Project Apollo, a new system to designed to measure return on marketing investment, previously sponsored by Procter & Gamble, will be launched stateside by the year end say its progenitors VNU and Arbitron.
However, because of cost concerns, it seems the project will lift-off without a firm commitment from P&G or - as yet - any other major US marketer.
Meantime, there is much frenzied scuttling behind the scenes, with Arbitron's vp of communications Thom Mocarsky claiming the partners are in talks with "several potential clients".
P&G is holding its cards characteristically close to its chest, at the same time implying its interest in Apollo is still alive - albeit on life support.
Prevaricated a P&G spokeswoman: "It's just a matter of working out the details. We think this is a step in the right direction. Of course, we're anxious for the full panel to be eventually deployed, but we're very happy they're taking this step."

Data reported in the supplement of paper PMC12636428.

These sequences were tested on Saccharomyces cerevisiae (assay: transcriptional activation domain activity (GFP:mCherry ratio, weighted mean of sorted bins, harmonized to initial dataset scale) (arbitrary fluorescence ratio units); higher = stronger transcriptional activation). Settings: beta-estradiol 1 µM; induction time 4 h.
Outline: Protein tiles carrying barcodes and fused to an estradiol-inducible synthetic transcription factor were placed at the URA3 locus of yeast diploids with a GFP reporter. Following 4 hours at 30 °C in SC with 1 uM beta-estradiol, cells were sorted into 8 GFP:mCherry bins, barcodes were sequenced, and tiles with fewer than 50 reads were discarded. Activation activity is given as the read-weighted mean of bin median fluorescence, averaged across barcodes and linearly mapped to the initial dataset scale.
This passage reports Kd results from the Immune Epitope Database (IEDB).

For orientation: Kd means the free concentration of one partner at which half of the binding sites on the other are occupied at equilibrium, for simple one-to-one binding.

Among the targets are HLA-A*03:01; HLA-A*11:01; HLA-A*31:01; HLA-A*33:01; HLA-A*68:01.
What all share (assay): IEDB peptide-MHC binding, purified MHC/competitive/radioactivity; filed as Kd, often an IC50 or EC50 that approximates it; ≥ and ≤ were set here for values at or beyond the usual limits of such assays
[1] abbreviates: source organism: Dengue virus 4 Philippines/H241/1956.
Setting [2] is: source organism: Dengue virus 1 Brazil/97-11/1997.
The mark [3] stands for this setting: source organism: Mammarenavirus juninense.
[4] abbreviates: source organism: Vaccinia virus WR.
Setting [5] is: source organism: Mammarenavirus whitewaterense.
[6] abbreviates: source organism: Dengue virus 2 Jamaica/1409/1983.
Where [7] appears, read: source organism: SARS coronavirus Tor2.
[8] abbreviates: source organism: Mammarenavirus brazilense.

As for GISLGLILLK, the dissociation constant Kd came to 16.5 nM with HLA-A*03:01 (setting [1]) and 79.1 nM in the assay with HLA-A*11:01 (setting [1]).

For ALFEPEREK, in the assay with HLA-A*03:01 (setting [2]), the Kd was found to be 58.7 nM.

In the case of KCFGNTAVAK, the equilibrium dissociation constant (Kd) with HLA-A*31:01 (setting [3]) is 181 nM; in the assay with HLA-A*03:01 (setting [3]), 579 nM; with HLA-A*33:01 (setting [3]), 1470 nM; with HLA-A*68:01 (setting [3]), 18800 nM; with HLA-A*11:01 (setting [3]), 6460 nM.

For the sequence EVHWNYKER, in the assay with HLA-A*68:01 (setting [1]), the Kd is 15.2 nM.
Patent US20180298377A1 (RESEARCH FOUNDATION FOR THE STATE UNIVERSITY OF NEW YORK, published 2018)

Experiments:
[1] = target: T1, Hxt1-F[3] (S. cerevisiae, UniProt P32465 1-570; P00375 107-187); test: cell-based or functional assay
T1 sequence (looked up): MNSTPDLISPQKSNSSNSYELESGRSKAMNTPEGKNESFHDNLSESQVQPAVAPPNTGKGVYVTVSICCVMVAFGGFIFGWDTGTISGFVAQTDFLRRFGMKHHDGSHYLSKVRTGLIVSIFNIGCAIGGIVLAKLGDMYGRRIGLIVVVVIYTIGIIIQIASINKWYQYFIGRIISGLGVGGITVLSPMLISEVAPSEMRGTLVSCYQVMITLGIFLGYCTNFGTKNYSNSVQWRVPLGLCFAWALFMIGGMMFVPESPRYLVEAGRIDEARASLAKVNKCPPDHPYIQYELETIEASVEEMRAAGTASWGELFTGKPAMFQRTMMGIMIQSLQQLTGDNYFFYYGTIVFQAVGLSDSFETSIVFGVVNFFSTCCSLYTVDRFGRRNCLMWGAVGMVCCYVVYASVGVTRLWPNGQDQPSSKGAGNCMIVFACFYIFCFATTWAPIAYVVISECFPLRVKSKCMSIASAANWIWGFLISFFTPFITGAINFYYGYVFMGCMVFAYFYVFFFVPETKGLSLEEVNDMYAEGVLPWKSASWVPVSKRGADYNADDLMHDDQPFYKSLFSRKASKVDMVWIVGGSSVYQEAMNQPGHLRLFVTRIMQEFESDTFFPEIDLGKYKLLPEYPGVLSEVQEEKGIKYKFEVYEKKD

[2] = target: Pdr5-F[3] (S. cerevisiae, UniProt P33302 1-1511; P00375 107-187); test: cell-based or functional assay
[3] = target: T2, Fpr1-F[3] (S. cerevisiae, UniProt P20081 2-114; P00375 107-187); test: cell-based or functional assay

Given the cost hurdle, the planned launch will be a cut-down version of the original template. This envisaged a thirty thousand-strong nationwide panel of households, each equipped with one of Arbitron's Portable People Meters.
Homes would also be equipped with a scanner to record each family's purchases, the information from which will be melded with the PPM data to create a unified database detailing the effect on sales of each marketing discipline and medium.
The real-world launch will be infinitely more modest than the original proposal, comprising a national panel of just 6,250 homes. VNU and Arbitron believe this will still produce enough accurate data to convince the likes of P&G and other fence-sitters of its value as a ROI measurement tool.
Data sourced from AdAge (USA); additional content by WARC staff